In an optimal setting, it doesn't matter if you use hit gear or non-hit gear in order to reach the hit cap. In a nonoptimal setting, you want to push for the hit gear as much as possible.

Back to those rings

Why bring this up? This is what will determine whether or not you get the ring first.

Let's face it: All DPS casters still need some hit gear. We've done what we had to do in order to reach the cap, but getting actual, real hit items would be stellar. Right now, unless you happen to be wearing the Soul-Blaze Robes from Nefarian, you won't really have hit on either your chest or your rings. It is possible that Nezir was kind to you and did drop a ring with hit on it, but barring that, there isn't a way to have hit on either of these slots.

Why does that matter? Because it determines which you should get next. Both the new tier chest and the ring are hit items. The chest is haste/hit, which most people really want, while the ring is mastery/hit, which is still top-shelf even if it isn't the best. If you currently have hit from either a ring or your chest and you are reforging any piece that doesn't have your most optimal secondary stat on it for hit, then you go for one of the hit items first.

Using the old tier chest? Get the new chest first.

Neither of your rings have hit on them and you are using the Nef chest? Get the ring first.

Neither of your rings have hit and you are using the old tier chest? Favor the chest first.

Why not rush for tier gear?

The most common thing that I see people do in situation such as this is that they always, always rush off for their tier gear first. The simple matter is this: Everything is an upgrade. You want it all eventually. Get the upgrades that you can get now first, and get the ones that come later, later. The old four-piece set bonus is rather lame; people want to get the new one, but think before you spend. Tier gear generally isn't more of an upgrade than any other item. The only exception is when you break a weak set bonus for a strong set bonus.

First, you really don't want to get your tier gloves, anyway. They can be nice in some situations, but Ragnaros drops a wicked-awesome pair of cloth gloves that are far better than your tier piece. Spending valor points on your tier gloves isn't the wisest choice if you want use them for an extended period of time.

Second, Baradin Hold has a chance of dropping your legs. Unless you already got the gloves to drop, there's very little chance that buying the legs is going to instantly get your four-piece bonus. Remember, we aren't planning on buying the gloves, so that means you need to get the pieces from Staghelm and Ragnaros first. Even if you do buy the gloves, you still need one of those other pieces.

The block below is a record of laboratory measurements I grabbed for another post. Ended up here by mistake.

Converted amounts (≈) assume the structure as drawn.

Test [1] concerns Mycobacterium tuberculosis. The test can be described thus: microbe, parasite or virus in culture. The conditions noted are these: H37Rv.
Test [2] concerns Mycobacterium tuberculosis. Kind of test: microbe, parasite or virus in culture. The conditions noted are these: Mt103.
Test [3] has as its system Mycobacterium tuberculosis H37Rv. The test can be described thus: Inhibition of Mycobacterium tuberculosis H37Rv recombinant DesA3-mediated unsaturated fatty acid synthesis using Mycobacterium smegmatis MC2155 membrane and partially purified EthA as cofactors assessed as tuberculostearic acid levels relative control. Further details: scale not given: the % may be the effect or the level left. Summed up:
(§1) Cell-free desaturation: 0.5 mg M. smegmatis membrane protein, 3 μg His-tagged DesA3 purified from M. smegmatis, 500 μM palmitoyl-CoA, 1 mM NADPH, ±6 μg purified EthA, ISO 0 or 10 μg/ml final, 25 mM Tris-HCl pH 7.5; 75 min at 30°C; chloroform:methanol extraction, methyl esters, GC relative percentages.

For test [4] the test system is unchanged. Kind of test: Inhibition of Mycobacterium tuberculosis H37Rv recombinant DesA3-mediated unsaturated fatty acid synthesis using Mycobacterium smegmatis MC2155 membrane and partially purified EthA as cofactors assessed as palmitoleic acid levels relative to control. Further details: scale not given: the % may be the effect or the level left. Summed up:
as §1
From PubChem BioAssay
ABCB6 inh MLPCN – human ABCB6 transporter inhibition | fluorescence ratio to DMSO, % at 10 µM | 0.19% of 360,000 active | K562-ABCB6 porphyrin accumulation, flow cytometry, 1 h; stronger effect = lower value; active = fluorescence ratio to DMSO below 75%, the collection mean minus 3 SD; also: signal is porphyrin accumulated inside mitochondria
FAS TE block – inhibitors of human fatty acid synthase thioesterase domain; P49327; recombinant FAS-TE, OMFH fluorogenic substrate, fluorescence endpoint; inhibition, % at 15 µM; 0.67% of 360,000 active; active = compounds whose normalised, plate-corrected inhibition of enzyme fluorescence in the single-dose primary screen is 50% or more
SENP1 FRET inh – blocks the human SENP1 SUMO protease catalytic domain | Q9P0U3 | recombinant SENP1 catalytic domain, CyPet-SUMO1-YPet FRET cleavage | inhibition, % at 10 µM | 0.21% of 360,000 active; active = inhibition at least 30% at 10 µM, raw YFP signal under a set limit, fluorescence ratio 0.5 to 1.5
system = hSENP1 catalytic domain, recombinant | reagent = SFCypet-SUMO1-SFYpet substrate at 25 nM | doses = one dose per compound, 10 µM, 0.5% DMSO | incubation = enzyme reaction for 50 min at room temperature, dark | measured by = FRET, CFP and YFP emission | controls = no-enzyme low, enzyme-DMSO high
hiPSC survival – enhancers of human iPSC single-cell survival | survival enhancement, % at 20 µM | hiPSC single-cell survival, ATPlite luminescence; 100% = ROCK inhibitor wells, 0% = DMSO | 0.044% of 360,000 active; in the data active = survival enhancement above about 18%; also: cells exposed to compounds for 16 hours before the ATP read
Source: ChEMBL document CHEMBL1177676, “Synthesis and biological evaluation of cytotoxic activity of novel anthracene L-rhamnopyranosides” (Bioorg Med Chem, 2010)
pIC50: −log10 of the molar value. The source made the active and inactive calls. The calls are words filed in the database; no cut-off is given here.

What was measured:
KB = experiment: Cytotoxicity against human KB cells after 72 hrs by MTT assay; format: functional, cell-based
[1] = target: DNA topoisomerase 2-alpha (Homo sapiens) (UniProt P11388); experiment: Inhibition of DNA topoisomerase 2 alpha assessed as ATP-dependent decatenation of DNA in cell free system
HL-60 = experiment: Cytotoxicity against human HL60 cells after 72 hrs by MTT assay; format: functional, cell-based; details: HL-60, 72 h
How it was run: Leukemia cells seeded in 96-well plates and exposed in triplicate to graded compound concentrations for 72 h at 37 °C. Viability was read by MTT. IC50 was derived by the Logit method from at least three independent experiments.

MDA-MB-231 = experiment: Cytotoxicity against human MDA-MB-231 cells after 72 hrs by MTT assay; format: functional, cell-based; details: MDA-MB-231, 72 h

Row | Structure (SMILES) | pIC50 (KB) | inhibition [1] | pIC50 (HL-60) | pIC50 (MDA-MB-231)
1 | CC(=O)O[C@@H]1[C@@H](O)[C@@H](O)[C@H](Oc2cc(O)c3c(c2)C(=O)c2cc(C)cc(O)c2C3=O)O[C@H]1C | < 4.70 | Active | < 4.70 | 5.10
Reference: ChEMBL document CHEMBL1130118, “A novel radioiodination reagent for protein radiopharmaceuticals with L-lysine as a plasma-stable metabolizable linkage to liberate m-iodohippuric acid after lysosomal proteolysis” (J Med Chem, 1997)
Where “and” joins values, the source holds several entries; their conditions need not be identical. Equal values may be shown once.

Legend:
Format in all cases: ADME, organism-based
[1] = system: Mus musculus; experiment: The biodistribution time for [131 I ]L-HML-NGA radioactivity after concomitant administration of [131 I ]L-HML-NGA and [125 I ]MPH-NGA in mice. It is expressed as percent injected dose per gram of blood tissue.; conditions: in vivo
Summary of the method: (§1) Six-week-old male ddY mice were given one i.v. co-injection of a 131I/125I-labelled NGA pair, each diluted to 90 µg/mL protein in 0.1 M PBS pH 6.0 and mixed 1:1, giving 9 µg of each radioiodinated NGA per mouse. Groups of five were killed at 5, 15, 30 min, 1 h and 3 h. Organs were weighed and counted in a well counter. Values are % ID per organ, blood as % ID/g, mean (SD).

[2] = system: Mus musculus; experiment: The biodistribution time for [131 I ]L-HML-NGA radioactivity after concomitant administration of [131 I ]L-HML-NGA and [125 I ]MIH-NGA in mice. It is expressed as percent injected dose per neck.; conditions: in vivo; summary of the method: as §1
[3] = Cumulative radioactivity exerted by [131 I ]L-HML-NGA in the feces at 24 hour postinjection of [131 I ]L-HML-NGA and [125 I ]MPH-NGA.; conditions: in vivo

Third, it's all a matter of itemization. Reforging fixes a lot of the itemization "issue," but it doesn't fully remove it. Say you play affliction. An item with haste/mastery on it is going to hold more weight than an item with crit/mastery on it, even after you reforge the crit into haste. You only manage to salvage some of the item, not the entire thing. Intellect levels make a difference, but whether or not that saves you really depends on what ilevels you are changing from.

Your final game plan

I know a talked a bit about the philosophy behind the choices that you should make, but that's because nothing is all that cut and dry. Anyone who ever tells you, "This is the itemization path you need to follow without question" is lying to you. What you should get next is always determined by what you have now. Here's how it should go.
  1. Wand, if using ZA or lesser wand or in full heroic gear
  2. Ring, if reforging non-haste gear to hit
  3. Tier chest, if not reforging non-haste gear to hit
  4. Tier legs, if you have three other tier pieces
  5. Wand, if using BOE drop but not in heroic gear
  6. Ring, if not reforging non-haste gear to hit
  7. Wrists, if not using an alt to farm valor
  8. Tier legs
  9. Tier gloves, if you have three other pieces
  10. Necklace, assuming RNG hates you
Isn't that just fun? It's like the old feral druid rotation, only with gearing! Seriously, though, it isn't that bad -- and the truth is that you can honestly spend your valor points however you want and it won't make much of a difference either way. Have fun, kiddies!

Blood Pact is a weekly column detailing DoTs, demons and all the dastardly deeds done by warlocks. We'll coach you in the fine art of staying alive, help pick the best target for Dark Intent, and steer you through encounters such as Blackwing Descent and The Bastion of Twilight.

Filed under: Warlock, (Warlock) Blood Pact